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Postoperative management of Vim DBS for tremor


  • Patricia Dowsey-Limousin MD, PhD

    Corresponding author
    1. Sobell Department of Neurophysiology, Institute of Neurology, London, United Kingdom
    • Sobell Department of Neurophysiology, Institute of Neurology, 8/11 Queen Square, London WC1N3BG, United Kingdom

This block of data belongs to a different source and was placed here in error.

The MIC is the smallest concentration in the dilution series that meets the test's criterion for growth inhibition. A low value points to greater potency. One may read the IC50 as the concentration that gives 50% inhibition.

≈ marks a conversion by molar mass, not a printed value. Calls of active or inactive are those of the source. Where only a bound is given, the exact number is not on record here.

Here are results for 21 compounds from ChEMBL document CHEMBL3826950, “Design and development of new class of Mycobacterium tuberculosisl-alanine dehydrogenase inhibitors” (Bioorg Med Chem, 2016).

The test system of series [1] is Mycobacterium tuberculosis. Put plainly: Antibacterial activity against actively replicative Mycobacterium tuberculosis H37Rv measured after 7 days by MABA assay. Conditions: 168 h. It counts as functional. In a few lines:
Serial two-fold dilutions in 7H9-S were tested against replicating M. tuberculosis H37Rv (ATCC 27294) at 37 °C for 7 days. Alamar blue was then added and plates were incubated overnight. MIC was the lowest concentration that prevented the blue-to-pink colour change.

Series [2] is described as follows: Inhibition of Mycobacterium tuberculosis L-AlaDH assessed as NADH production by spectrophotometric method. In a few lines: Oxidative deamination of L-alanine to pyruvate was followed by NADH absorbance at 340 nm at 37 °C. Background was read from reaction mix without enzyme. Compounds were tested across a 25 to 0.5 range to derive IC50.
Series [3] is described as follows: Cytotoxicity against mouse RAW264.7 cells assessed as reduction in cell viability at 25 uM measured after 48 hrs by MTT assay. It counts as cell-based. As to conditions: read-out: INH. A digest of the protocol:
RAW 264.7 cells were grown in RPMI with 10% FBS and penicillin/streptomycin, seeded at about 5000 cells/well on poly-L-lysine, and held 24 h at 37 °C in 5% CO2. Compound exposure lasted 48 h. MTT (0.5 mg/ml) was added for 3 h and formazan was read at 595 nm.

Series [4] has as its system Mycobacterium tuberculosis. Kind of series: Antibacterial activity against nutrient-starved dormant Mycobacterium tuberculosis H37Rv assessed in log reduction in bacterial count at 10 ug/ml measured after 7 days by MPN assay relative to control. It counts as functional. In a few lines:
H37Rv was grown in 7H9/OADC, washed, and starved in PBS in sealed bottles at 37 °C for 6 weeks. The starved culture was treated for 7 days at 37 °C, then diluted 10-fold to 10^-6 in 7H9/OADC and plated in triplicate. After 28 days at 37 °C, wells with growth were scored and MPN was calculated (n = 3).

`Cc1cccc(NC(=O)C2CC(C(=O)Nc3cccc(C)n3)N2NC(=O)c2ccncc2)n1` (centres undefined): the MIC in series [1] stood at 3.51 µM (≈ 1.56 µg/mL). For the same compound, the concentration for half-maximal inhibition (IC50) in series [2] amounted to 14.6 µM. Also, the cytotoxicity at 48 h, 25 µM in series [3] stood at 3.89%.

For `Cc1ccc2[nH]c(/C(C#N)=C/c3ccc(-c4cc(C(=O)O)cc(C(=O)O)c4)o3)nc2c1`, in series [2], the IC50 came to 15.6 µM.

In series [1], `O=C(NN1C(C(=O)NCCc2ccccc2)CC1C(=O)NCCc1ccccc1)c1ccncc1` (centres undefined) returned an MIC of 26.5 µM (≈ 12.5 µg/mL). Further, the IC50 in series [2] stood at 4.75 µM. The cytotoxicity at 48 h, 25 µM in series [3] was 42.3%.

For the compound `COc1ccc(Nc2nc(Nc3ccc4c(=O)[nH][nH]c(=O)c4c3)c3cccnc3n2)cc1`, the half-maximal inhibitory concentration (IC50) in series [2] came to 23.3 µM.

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Stimulation of the ventralis intermedius (Vim) is a treatment of severe tremor from various origins. The adjustment of electrical parameters is done when the lesion-like effects of the implant disappear. Each contact is assessed successively, by using a constant pulse width of 60 μsec and a frequency of 130 Hz or above and progressively increasing the voltage. At the same time, the tremor and possible side effects are monitored. The most frequent side effects are paresthesias, dysarthria, muscle contractions related to stimulation of the pyramidal tract, and cerebellar syndrome. Medications have to be adjusted slowly, and often, particularly in case of Parkinson's disease, it is difficult to decrease the dosage. It is important to teach the patient to switch the stimulator on or off and check that it is working. Patients need to be seen within the 3 months after implant, then occasionally according to the effect. In the long-term, some patients will develop some rebound of tremor when they switch off and/or some tolerance to the effect of the stimulator, which can be difficult to manage. In case of Parkinson's disease, motor fluctuations and dyskinesias, that does not respond to Vim stimulation, can occur. © 2002 Movement Disorder Society